The federal Bering Sea pollock A season opened Jan. 20, marking the start of the largest fishery in the U.S.
This year, fishermen in federal waters will have access to 1.267 million metric tons of pollock in the Bering Sea and Aleutian Islands, or BSAI, and 162,351 metric tons in the Gulf of Alaska.
Those total allowable catches, or TACs, are an increase compared to 2013, when fishermen had access to 1.247 million tons in the BSAI and 110,272 metric tons in the Gulf.
The most recent stock assessments showed stronger pollock recruitment than had been seen in recent years.
According to a National Marine Fisheries Service report, the Aleutian Islands portion of the TAC will be reallocated to the Bering Sea. Pollock fishing in the Aleutian Islands has been severely limited in recent years due to Steller sea lion protections.
Pollock prices for much of last year were in the low teens in cents per pound, although trawlers in the Gulf successfully asked for more toward the end of the year, getting 15.5 cents per pound. The 2014 pollock harvest in the Bering Sea converts to nearly 2.8 billion pounds.
Despite the low prices, that fishery makes up a large portion of the Alaska commercial catch by volume — in 2011, it was about 51 percent of the catch, according to the Alaska Seafood Marketing Institute.
There’s another change in the pollock fishery this year.
The 2013 version of the American Fisheries Society Common and Scientific Names of Fishes has a new scientific name for walleye pollock — Gadus chalcogrammus, instead of the old Theragra chalcogramma.
That means it has the same genus as cod, which is meant to better reflect its evolutionary lineage.
According to an explanation from James Orr and Duane Stevenson at NOAA’s Alaska Fisheries Science Center, the change comes after genetic studies showed that pollock has the same lineage as Atlantic, Greenland and Pacific cod, although it is more closely related to Atlantic cod than the other species. Arctic and Polar cod do not share the Gadus genus.
Pollock, however, remains the common name of the fish. Labeling it as cod will be considered incorrect, according to NOAA. The Pacific cod fishery is also now underway.
This year, the TAC for that fishery was split between the Bering Sea and Aleutian Islands.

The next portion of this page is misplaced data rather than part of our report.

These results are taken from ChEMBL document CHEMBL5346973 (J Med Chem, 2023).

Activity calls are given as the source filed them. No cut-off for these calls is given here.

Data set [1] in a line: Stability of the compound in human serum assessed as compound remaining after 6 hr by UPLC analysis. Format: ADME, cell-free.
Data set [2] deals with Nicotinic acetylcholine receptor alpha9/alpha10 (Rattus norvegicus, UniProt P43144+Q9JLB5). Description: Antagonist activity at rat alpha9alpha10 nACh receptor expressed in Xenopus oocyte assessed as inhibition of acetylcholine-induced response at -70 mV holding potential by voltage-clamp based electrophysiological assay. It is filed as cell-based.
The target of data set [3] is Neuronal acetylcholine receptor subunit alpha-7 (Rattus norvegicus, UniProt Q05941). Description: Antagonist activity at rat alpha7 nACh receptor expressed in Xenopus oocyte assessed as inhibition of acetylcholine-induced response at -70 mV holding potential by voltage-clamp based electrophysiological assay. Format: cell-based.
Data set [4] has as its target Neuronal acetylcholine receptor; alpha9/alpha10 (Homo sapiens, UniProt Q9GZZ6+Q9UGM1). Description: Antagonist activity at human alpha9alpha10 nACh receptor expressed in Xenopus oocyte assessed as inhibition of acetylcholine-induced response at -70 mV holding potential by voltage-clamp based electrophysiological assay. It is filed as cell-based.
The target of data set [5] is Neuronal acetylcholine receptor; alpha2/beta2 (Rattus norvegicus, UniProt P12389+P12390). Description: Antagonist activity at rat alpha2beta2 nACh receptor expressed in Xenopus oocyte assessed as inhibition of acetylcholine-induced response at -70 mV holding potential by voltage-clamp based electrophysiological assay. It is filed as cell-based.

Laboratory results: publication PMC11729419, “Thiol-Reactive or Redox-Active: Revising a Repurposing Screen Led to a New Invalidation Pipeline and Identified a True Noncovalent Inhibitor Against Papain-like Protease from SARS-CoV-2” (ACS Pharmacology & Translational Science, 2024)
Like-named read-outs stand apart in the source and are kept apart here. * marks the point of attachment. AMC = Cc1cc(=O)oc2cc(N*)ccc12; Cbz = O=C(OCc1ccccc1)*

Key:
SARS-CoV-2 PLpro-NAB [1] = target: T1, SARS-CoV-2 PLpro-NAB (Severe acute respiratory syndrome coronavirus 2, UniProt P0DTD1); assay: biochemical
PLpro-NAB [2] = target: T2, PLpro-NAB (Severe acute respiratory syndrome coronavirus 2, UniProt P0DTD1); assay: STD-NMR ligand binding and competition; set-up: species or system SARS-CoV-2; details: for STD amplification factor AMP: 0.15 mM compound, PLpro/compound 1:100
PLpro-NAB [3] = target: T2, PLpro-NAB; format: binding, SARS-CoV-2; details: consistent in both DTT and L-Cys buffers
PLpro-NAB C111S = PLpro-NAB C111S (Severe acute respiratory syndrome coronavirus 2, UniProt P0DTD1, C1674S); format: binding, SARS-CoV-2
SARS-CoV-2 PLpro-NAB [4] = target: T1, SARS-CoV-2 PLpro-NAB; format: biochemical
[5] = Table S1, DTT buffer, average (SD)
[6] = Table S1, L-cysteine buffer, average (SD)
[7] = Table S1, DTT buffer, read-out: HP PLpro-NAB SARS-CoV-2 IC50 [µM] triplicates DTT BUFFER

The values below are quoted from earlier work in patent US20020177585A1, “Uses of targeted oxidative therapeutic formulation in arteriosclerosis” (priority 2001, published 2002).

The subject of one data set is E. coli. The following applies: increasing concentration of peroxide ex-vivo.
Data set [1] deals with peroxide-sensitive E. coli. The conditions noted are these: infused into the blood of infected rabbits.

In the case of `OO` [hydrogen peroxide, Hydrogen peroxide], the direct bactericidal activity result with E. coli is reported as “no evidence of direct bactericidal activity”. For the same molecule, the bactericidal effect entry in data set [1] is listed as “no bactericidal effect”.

The federal Pacific cod TAC is 245,897 metric tons in the Bering Sea and 6,997 metric tons in the Aleutian Islands.
That’s less than a combined TAC for the two areas of 260,000 metric tons in 2013.
Hook and line catcher processors started fishing in early January, and took 6,949 metric tons in the first few weeks of the fishery, and are capped at 56,108 mt for the A season.
For trawlers, the Pacific cod A season opened Jan. 20, with caps of 37,079 mt for trawl catcher vessels, 3,911 mt for catcher-processors, and 22,786 mt for the Amendment 80, or bottom trawl, cooperatives.
In Adak, Adak Cod Cooperative is expected to start processing Pacific cod this year at the local processing facility, as well.
In December, the company announced an effort to hire locally, and Jan. 15 held a hiring event in Anchorage, looking for individuals who could begin work in the processing plant Feb. 1.
Other BSAI and GOA groundfish fisheries also begin in January, including Atka mackerel, flathead sole and rock sole, and yellowfin sole.
State waters and parallel seasons for the groundfish fisheries are also getting going.
The catch limits were set by the federal North Pacific Fishery Management Council in December. The council manages fisheries from 3 to 200 miles offshore from Alaska. Groundfish catches in the Bering Sea are limited to a total combined 2 million metric tons.
Snow crab starts early
While fishermen have just started targeting groundfish, other fisheries started early.
The Bering Sea snow crab fishery opens in October each year, although it was slightly delayed by the government shutdown this year, but typically fishing doesn’t begin until Jan. 15.
According to a Jan. 21 report from NOAA Fisheries, 13.8 million pounds were caught in the individual fishing quota fishery by that date, out of a 48.58 million pound allocation. That’s about 28 percent of the TAC for the season, taken in 126 landings.
“They actually started fishing in December, which is very atypical,” said Alaska Department of Fish and Game biologist Heather Fitch, out of Dutch Harbor.
Fitch said about 10 to 15 vessels headed out for crab early, and that an influx of vessels were expected to start fishing later in January.
The boats fishing in December and January haven’t encountered any sea ice issues, Fitch said.
So far this season, the snow crab price has ranged from $2 per pound to $2.16 per pound, based on fish tickets, Fitch said. Last year, the final price was about $2.02. Those numbers don’t include post-season adjustments, or catcher processors, however, Fitch noted, and are just ADFG’s estimates.